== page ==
“What makes a good story?” is a question many aspiring writers continue to ask. Knowing the key elements of a great story and understanding what satisfies the readers can help you write an excellent piece.
Below are some useful tips you can apply to write a good fiction story. So pull out your writing tools and start scribbling notes because we have a long way to go.
- 1 Find a Suitable Writing Corner
- 2 Strong Dramatic Content
- 3 Vary Your Writing’s Rhythm and Structure
- 4 Develop Believable and Memorable Characters
- 5 Effective Story Plot
- 6 Deep Setting
- 7 Story Conflict
- 8 Create an Enticing Beginning
- 9 Strike a Knockout Ending
- 10 Conclusion
Before you start writing, you need to find a suitable writing corner first. Having a clear writing space can enhance your productivity. Whether you choose to write through a pen, typewriter, or laptop, it is best to use a wide sturdy desk. Opt one with some drawers to place all the knick-knacks that can help you with your writing. Get a topnotch desk that is composed of high-quality China drawer fittings that can surely last you a lifetime.
‘The boy is happily cooking his meal in the kitchen’ is not a story concept that readers would be intrigued to read. But ‘the boy is happily cooking his meal in the kitchen, while many zombies are banging on the door’ is a scenario that has more dramatic potential.
Dramatic storytelling is comprised of key elements that make up a good story, like:
The second idea above has most of these elements. It is surprising because the readers will question, ‘where did the zombies come from?’ Then the answer to this question will indicate mystery and suspense.
Writing teachers often advise creative writing classes to compose shorter, but punchier sentences. Short sentences are an excellent way to increase the pace. Plus, they make the scenes display a tenser mood.
However, be careful of monotonous writing. Vary your sentence length. One way to tap out the rhythm of your sentences is to read your piece aloud. Doing so will help you hear their cadence, which can help you recognize if you sound monotonous or not.
Why do people find some characters more interesting than others? It is because they probably have one or more of the following:
- uniques voices, expressions, and personas
- riveting motivations
- intriguing weaknesses or strengths
- distinctive appearances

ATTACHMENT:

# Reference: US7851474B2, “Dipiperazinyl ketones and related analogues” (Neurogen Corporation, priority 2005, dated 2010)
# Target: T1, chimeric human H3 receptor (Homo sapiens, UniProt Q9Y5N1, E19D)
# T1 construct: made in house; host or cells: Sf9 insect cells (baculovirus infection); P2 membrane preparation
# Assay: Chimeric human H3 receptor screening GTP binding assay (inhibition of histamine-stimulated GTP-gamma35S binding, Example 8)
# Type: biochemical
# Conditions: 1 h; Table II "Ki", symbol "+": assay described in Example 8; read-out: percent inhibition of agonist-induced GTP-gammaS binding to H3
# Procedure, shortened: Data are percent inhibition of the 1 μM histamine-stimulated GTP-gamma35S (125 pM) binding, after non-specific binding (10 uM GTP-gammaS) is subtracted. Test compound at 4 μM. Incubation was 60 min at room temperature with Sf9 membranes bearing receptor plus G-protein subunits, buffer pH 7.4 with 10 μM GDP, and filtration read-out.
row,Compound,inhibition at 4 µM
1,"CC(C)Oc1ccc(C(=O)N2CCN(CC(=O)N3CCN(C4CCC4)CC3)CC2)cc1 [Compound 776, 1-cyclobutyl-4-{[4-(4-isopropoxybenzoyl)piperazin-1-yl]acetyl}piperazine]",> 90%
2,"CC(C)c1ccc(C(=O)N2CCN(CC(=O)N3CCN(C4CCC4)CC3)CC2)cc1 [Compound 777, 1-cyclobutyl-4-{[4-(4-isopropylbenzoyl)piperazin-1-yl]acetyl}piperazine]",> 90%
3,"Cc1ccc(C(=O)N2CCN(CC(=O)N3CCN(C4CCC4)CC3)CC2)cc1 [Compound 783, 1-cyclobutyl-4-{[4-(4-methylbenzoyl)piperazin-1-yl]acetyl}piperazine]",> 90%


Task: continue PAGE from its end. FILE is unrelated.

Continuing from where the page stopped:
If you notice, the appearance comes last. Note that merely describing the character’s hair and eye color will not make him stand out. The key to a good story is creating characters you will surely remember if you stand next to them, even for a couple of minutes.
Each part of your story needs to be compelling to make it good. An opening of the story usually provides an introduction to the character’s world and plot scenarios. When it comes to the middle part of your piece, you can:
- Bring in new characters that can either help or hinder the main characters.
- Add subplots to build up your main story. A subplot is a secondary plot or a part of the primary plot that supports it.
- Reveal the motivations and goals of your characters.
- Escalate the narrative tension by increasing the risks of your characters.
How do you write a deeply engaging setting? Here are some pointers:
Don’t just provide the shape and color of the place. Describe it as if it has a personality. Is it old and dark, or is it bright and elegant? Using personification remarks can captivate your reader’s attention and imagination.
The setting where your characters grew up should change when they return. Not only because places do change as time goes, but because change is interesting and exciting. For instance, old neighbors may have moved or passed away, or the characters might feel different about the place after being away for so many years.
In case you write about a real historical or modern location, it is essential to identify the landmarks. Be familiar with the demographics, the affluent areas, and the poor ones. Know what the place is famous for. Learning all of these can enrich your setting details when writing.
Creating a story conflict is not just about violence, physical fights, or world wars. There are many types of conflict that you can use to enhance your story. So to write a great conflict, remember these four classifications:
This external conflict involves two or more characters that are against each other. It can be a gunfight, a robbery, or strife between families.
This conflict is an external struggle of the character against the forces of nature or animals.
This conflict is an internal struggle where the character must overcome his nature or choose his own path.
This conflict is about the character standing up against a large social group or cultural norm.
It is essential to have a good story beginning. You can hook readers on your story by introducing main conflicts and intriguing characters. Also, entice them by creating questions that will make the reader eager to determine the answer. Give them a taste of emotional power, excitement, and good laughs.
Your ending will either tempt the readers to read your other piece or just forget about your story. So how can you impress them?
- Resolve the central conflict of your story.
- Escalate the tension before providing the conclusion.
- It should not be predictable.
- Avoid miraculous plots.
- Make sure to keep the dramatic tension till the end.
Writing a good story will require a lot of writing experience and practice. Apply the tips provided above, and your writing craft will surely get you somewhere. Good luck!